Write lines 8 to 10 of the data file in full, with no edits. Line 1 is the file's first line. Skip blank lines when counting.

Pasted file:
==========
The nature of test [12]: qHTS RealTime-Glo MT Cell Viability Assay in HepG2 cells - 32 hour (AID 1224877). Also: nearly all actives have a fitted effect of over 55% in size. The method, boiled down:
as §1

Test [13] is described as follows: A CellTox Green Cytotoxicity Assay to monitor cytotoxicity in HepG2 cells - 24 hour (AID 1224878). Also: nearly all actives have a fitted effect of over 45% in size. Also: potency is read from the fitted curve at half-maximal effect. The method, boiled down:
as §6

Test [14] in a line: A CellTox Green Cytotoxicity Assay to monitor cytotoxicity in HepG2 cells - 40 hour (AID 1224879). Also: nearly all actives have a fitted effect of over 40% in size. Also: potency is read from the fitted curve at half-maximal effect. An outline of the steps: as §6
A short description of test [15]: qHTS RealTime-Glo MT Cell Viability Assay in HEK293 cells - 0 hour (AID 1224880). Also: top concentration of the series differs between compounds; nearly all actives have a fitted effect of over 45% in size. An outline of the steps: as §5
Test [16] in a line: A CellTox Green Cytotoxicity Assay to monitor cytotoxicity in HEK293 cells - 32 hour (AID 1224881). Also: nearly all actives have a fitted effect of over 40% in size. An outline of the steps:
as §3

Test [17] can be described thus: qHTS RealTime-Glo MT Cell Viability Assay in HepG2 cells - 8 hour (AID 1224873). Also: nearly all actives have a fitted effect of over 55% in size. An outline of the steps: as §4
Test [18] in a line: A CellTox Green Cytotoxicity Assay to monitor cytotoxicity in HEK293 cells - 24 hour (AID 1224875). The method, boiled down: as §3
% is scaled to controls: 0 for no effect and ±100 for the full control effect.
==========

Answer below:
as §3

Test [17] can be described thus: qHTS RealTime-Glo MT Cell Viability Assay in HepG2 cells - 8 hour (AID 1224873). Also: nearly all actives have a fitted effect of over 55% in size. An outline of the steps: as §4
Test [18] in a line: A CellTox Green Cytotoxicity Assay to monitor cytotoxicity in HEK293 cells - 24 hour (AID 1224875). The method, boiled down: as §3